One of the ironies of Colin Bateman's "rebranding" of himself with one name, "Bateman" is that his new novel Orpheus Rising appears in an Amazon search next to "Orpheus Rising: Batman", a comic from 2001. But we're dealing with Bateman, not Batman, here. Or maybe not. Somebody help me here: I've been following Colin Bateman since Divorcing Jack came out in the U.S., and there's no crime writer quite like him. Divorcing Jack and at least the first half of Cycle of Violence are among the funniest novels (much less crime novels) I've ever read. Among crime novelists of the comic persuasion, perhaps only the couple of books of fiction written by Dave Barry, set in Florida as is Orpheus Rising, compare. Naturally, not least because of the Florida setting, Carl Hiaasen comes to mind (and for some reason there seem to be more comic crime novels set in Florida than anywhere else, with the possible exception of Las Vegas--both Barry and Hiaasen have commented on that fact, I believe). Christopher Brookmyre also comes to mind, though his books shift the balance slightly more to the crime than the comedy (more on this comparison in a minute). Later books by Bateman concentrate more on the story and less on the humor than his first two books, but there is still a lot of comedy in most of them, among those I've read in any case. Which brings us to Orpheus Rising, the Bateman one not the Batman one. It's not really a crime novel, at least according to my loose definition but also according to Declan Burke's definition (if you take the crime out of the book is there still a book?). It's related to Flann O'Brien's The Third Policeman, and maybe Orpheus Rising is as much a crime novel as The Third Policeman is (see various discussions about that classification of O'Brien's classic on various blogs and websites). What Bateman shares with O'Brien in this case isn't humor but death and the afterlife: both novels are ghost stories, really. And Bateman isn't really being funny here--he amplifies the strain of sentiment that's a common factor in all his books into an extended love story that is in itself quite effective (it's love that approaches obsession, really, that he's portraying). My wife actually read Orpheus Rising before I did--her only prior acquaintance with Bateman is the movie version of Divorcing Jack (a pretty good movie, not as funny as the book). Her reaction was that it's a strange book. I have to concur--stranger still for anyone who is expecting a "Colin Bateman" book. Or even a Christopher Brookmyre book--the publisher (Headline) seems to be looking for a tie-in with Brookmyre since the covers of this book and reissues of Bateman's other books have a suspiciously similar look to the typical (trademarked, almost) Brookmyre cover. Though Brookmyre did deal with the afterlife in the last (maybe the last?) Parlabane book, Attack of the Unsinkable Rubber Ducks)--is there something about comic crime writers (or Celtic ones in any case) that eventually causes them to break out in metaphysics? In any case, I don't know what to say about Orpheus Rising: It's interesting, and I finished it so it does have its merits (I'm one of those readers who will give up on a book if I don't find it rewarding). But it's not what I hoped for in a new Bateman (and perhaps that's what Bateman had in mind). Any thoughts?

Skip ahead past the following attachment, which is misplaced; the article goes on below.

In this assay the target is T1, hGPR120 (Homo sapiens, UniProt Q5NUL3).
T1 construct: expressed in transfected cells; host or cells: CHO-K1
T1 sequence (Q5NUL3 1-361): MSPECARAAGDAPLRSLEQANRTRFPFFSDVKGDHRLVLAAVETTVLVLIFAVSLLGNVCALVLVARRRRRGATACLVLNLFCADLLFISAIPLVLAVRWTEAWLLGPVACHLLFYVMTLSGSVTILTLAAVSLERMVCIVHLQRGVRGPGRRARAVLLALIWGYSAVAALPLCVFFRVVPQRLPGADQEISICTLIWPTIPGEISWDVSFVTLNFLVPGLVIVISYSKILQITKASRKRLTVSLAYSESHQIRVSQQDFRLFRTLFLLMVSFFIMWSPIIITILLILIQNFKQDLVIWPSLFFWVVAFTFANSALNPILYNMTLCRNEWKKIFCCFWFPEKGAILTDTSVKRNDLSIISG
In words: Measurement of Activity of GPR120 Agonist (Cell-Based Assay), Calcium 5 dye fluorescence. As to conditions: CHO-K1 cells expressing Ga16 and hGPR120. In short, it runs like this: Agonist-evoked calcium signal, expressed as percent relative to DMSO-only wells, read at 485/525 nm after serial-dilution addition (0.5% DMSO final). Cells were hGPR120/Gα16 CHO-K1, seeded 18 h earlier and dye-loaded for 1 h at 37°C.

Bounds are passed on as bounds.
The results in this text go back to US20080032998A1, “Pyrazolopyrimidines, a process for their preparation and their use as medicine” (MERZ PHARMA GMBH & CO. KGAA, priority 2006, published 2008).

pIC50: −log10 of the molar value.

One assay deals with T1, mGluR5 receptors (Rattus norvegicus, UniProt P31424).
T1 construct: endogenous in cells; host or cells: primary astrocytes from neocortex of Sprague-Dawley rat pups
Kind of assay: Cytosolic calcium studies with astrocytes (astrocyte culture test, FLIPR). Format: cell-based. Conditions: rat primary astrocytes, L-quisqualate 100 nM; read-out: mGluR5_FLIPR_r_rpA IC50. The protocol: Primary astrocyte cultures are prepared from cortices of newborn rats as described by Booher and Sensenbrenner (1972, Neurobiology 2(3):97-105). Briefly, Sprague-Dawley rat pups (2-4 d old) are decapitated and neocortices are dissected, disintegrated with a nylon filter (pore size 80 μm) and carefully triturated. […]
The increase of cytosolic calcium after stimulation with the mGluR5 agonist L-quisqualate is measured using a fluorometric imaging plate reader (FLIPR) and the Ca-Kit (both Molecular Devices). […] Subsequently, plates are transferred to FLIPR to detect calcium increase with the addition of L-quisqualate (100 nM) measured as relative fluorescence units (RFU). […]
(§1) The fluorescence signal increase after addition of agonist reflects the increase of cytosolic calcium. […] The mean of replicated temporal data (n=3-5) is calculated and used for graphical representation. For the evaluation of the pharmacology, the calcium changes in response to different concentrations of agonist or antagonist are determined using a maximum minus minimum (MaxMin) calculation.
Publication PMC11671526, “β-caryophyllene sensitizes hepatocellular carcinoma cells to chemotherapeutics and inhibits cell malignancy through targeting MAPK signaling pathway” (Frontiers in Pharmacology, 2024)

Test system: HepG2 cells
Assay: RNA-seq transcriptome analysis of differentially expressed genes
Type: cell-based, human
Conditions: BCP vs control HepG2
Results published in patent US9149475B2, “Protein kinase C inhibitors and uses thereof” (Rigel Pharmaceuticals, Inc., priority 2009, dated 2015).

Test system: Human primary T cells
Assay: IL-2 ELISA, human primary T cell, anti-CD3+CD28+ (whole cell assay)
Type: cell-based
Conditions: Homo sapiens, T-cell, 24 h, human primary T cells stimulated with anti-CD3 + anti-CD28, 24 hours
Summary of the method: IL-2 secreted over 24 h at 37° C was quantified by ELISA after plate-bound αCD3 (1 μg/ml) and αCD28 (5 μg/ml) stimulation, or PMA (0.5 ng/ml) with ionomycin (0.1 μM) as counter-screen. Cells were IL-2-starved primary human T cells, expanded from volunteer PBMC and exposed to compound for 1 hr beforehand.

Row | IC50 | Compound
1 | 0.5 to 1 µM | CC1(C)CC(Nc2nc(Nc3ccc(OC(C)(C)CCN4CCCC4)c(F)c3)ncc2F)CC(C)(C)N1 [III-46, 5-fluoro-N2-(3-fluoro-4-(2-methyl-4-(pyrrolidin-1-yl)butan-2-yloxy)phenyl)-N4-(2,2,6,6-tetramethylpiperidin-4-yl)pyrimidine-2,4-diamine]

Thursday, September 18, 2008